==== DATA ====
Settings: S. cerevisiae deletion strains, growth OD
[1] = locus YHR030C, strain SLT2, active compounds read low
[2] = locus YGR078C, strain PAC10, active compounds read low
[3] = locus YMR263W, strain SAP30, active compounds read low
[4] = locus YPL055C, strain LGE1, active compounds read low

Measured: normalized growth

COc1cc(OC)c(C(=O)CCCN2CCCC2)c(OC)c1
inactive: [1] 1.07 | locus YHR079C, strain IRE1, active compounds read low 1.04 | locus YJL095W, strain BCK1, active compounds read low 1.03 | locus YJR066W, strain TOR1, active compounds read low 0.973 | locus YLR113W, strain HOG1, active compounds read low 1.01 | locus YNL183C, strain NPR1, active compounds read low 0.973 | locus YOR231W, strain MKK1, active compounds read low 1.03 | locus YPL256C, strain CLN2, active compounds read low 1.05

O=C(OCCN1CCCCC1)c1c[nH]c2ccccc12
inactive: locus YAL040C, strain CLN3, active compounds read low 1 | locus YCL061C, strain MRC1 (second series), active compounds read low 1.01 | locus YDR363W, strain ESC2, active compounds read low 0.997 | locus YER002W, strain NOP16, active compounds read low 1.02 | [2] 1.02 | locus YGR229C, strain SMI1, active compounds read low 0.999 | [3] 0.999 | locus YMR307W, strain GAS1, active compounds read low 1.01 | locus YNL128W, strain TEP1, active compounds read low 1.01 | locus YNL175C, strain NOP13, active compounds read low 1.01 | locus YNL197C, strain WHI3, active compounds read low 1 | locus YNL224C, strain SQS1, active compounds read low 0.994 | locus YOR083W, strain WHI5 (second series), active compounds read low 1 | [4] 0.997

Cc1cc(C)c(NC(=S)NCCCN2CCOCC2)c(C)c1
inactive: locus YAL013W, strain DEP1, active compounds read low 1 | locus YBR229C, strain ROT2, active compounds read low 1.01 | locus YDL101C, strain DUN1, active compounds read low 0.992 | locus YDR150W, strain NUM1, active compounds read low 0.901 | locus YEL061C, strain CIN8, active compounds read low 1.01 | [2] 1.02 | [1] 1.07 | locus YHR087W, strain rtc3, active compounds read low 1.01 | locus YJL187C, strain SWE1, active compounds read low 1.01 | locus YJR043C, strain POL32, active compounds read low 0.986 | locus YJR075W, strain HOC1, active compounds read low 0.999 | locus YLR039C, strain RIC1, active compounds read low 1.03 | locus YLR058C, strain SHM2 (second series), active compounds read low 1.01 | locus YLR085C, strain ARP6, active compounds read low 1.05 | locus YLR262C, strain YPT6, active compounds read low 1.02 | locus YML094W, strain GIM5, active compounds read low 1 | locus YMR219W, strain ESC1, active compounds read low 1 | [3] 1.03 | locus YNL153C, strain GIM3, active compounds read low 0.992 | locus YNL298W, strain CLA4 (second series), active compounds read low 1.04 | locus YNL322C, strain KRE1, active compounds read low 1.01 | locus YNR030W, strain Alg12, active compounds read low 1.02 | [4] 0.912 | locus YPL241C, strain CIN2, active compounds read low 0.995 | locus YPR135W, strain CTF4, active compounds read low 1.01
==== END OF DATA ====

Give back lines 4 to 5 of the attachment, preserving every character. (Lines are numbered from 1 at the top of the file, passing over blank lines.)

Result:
[3] = locus YMR263W, strain SAP30, active compounds read low
[4] = locus YPL055C, strain LGE1, active compounds read low